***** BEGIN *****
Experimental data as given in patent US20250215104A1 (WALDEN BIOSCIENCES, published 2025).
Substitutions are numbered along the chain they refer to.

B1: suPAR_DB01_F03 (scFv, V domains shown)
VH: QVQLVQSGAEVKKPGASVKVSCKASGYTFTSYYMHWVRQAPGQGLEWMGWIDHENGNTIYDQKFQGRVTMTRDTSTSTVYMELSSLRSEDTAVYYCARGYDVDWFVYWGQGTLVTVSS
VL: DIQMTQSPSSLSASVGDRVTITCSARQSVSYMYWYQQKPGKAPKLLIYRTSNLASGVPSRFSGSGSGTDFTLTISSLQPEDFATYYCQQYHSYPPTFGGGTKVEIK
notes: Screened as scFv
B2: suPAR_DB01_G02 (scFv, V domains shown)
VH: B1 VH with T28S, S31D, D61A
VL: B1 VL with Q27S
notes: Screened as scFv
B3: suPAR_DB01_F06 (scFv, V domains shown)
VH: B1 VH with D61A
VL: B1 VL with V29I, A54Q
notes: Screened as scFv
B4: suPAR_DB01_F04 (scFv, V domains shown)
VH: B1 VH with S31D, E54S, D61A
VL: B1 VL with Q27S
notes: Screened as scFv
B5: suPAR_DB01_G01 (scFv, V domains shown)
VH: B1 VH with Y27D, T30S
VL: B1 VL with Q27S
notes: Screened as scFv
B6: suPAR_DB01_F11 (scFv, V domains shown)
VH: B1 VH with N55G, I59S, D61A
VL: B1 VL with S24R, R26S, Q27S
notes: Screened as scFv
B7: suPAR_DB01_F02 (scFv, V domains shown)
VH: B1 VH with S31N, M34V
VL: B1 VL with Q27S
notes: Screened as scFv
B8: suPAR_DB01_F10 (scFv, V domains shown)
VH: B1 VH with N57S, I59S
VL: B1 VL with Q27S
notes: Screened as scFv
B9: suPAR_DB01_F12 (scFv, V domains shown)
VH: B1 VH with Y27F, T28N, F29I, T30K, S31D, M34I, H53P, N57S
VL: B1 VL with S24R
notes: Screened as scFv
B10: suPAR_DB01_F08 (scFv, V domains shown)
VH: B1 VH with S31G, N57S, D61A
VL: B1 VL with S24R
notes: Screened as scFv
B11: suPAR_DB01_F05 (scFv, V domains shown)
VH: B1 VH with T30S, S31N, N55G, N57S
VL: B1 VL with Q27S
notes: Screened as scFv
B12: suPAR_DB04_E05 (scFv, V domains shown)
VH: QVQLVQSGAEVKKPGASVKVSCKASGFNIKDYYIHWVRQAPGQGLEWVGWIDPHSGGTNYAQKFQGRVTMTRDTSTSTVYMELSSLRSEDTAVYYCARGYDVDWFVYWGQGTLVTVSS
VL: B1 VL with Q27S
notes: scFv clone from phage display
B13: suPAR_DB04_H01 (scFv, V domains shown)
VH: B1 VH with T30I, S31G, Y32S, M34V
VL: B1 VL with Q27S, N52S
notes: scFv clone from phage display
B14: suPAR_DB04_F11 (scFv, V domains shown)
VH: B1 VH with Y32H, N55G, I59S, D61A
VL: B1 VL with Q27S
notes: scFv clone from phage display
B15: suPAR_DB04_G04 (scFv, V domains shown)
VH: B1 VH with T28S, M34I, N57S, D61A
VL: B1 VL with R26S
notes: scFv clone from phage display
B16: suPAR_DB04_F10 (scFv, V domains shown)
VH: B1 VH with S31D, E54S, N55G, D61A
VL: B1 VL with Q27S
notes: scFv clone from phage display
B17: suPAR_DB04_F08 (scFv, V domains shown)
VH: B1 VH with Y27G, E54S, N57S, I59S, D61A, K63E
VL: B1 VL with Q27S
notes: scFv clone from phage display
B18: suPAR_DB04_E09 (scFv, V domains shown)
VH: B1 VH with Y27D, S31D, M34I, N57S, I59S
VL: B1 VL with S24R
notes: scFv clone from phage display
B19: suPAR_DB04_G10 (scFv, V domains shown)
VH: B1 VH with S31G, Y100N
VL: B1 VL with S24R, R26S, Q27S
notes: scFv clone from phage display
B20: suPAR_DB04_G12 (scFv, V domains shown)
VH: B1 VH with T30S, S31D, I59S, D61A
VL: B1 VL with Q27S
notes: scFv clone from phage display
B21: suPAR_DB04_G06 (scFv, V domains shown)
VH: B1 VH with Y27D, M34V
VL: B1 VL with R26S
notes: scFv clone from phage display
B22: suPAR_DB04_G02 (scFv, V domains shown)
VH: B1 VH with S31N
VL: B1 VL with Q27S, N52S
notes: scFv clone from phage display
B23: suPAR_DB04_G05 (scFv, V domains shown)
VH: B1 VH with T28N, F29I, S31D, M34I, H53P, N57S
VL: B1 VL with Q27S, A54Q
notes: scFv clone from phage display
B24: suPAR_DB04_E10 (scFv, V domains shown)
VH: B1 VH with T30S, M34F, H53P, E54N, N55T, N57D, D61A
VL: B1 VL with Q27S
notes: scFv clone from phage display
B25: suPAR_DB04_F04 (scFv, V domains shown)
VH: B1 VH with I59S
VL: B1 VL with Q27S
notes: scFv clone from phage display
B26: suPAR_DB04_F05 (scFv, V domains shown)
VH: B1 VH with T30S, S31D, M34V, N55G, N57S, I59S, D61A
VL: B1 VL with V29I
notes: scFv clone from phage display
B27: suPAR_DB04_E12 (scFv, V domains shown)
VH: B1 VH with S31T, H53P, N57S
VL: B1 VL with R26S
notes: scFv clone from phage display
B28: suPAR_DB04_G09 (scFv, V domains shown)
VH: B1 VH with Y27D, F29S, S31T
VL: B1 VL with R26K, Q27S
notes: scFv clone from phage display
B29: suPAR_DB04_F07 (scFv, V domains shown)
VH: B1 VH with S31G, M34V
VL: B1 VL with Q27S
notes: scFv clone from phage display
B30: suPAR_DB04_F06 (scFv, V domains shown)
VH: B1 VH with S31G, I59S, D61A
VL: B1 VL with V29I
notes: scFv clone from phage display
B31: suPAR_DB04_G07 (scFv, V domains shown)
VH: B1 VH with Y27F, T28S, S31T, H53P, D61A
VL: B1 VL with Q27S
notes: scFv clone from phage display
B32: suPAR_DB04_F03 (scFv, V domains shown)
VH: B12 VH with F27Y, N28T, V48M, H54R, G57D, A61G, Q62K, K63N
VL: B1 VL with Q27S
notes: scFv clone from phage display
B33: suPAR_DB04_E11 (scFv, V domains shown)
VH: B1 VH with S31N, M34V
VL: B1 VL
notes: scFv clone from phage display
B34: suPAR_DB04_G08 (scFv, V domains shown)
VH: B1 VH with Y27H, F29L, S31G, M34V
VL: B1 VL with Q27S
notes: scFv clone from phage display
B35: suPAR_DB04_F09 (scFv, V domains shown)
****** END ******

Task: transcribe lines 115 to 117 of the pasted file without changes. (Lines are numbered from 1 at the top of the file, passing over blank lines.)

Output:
B29: suPAR_DB04_F07 (scFv, V domains shown)
VH: B1 VH with S31G, M34V
VL: B1 VL with Q27S